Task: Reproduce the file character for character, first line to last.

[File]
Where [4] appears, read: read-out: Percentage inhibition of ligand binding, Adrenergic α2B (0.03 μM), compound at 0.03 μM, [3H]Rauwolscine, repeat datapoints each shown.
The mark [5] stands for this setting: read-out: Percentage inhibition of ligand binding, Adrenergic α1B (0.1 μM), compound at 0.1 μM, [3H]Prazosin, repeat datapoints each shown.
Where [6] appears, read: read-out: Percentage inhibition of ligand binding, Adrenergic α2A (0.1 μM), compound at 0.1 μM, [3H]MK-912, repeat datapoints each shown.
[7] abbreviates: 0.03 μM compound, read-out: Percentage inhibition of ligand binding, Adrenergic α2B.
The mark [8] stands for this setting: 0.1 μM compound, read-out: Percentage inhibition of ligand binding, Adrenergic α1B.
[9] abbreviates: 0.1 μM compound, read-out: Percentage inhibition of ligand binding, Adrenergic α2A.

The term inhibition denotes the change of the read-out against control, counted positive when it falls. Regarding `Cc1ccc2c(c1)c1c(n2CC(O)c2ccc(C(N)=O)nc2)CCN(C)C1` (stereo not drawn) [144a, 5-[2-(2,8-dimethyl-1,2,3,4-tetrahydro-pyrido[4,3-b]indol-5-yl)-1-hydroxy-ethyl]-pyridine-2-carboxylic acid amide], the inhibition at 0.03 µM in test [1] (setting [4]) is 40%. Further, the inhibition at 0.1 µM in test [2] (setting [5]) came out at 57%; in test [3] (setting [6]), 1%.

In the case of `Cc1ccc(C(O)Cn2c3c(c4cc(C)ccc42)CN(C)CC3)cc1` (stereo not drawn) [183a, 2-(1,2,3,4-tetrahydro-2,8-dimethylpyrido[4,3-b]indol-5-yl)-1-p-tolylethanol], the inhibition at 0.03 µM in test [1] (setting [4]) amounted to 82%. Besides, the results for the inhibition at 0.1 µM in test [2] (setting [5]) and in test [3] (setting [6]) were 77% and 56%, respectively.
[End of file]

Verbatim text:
Where [4] appears, read: read-out: Percentage inhibition of ligand binding, Adrenergic α2B (0.03 μM), compound at 0.03 μM, [3H]Rauwolscine, repeat datapoints each shown.
The mark [5] stands for this setting: read-out: Percentage inhibition of ligand binding, Adrenergic α1B (0.1 μM), compound at 0.1 μM, [3H]Prazosin, repeat datapoints each shown.
Where [6] appears, read: read-out: Percentage inhibition of ligand binding, Adrenergic α2A (0.1 μM), compound at 0.1 μM, [3H]MK-912, repeat datapoints each shown.
[7] abbreviates: 0.03 μM compound, read-out: Percentage inhibition of ligand binding, Adrenergic α2B.
The mark [8] stands for this setting: 0.1 μM compound, read-out: Percentage inhibition of ligand binding, Adrenergic α1B.
[9] abbreviates: 0.1 μM compound, read-out: Percentage inhibition of ligand binding, Adrenergic α2A.

The term inhibition denotes the change of the read-out against control, counted positive when it falls. Regarding `Cc1ccc2c(c1)c1c(n2CC(O)c2ccc(C(N)=O)nc2)CCN(C)C1` (stereo not drawn) [144a, 5-[2-(2,8-dimethyl-1,2,3,4-tetrahydro-pyrido[4,3-b]indol-5-yl)-1-hydroxy-ethyl]-pyridine-2-carboxylic acid amide], the inhibition at 0.03 µM in test [1] (setting [4]) is 40%. Further, the inhibition at 0.1 µM in test [2] (setting [5]) came out at 57%; in test [3] (setting [6]), 1%.

In the case of `Cc1ccc(C(O)Cn2c3c(c4cc(C)ccc42)CN(C)CC3)cc1` (stereo not drawn) [183a, 2-(1,2,3,4-tetrahydro-2,8-dimethylpyrido[4,3-b]indol-5-yl)-1-p-tolylethanol], the inhibition at 0.03 µM in test [1] (setting [4]) amounted to 82%. Besides, the results for the inhibition at 0.1 µM in test [2] (setting [5]) and in test [3] (setting [6]) were 77% and 56%, respectively.